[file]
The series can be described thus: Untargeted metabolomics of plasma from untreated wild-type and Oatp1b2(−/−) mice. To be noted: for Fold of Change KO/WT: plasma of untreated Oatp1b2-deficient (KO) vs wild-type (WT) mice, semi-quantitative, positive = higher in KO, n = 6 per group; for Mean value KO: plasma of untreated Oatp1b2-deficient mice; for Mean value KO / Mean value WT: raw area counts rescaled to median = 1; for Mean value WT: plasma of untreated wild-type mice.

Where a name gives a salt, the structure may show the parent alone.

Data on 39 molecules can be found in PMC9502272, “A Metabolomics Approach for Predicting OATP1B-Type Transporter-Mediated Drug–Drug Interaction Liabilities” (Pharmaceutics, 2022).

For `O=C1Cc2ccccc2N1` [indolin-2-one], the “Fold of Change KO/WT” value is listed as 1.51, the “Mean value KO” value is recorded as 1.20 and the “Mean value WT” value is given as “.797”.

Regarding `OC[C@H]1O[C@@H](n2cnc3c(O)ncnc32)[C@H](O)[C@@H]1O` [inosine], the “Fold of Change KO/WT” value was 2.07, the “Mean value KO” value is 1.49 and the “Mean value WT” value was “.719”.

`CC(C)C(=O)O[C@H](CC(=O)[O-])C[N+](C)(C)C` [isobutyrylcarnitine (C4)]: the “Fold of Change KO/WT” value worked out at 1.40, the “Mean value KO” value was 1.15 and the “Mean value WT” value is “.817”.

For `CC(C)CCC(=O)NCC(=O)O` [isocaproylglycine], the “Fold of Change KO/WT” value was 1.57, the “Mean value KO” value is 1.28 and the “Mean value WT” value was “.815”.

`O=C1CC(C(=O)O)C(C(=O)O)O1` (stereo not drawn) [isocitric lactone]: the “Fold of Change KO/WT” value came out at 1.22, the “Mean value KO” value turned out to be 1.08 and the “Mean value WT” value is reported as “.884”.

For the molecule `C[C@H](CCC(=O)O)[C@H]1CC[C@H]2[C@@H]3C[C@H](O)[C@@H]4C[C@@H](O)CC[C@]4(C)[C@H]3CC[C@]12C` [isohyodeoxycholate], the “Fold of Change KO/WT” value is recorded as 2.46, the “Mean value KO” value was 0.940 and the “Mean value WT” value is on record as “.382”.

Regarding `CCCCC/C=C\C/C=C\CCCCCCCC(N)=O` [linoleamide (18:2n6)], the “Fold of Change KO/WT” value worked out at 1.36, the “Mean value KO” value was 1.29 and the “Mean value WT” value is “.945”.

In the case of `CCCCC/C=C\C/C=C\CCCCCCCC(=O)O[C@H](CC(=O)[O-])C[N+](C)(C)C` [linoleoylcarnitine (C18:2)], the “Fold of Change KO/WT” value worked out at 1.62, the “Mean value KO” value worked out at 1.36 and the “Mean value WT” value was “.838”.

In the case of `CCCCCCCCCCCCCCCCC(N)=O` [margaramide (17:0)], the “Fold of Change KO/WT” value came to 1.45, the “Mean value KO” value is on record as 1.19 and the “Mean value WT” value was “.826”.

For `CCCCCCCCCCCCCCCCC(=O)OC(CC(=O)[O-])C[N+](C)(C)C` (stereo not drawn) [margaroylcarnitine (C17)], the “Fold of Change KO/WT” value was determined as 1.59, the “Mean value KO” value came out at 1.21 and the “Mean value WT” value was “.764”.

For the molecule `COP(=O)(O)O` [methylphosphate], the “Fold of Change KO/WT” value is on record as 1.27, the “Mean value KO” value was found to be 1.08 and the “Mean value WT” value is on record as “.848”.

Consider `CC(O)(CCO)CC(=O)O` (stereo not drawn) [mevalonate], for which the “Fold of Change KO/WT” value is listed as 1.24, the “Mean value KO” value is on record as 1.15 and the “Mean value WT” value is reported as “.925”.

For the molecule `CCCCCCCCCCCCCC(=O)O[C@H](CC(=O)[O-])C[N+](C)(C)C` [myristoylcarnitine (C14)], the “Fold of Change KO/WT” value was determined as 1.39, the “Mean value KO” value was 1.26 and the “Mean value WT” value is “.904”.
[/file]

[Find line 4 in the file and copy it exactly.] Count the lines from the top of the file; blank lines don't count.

For `O=C1Cc2ccccc2N1` [indolin-2-one], the “Fold of Change KO/WT” value is listed as 1.51, the “Mean value KO” value is recorded as 1.20 and the “Mean value WT” value is given as “.797”.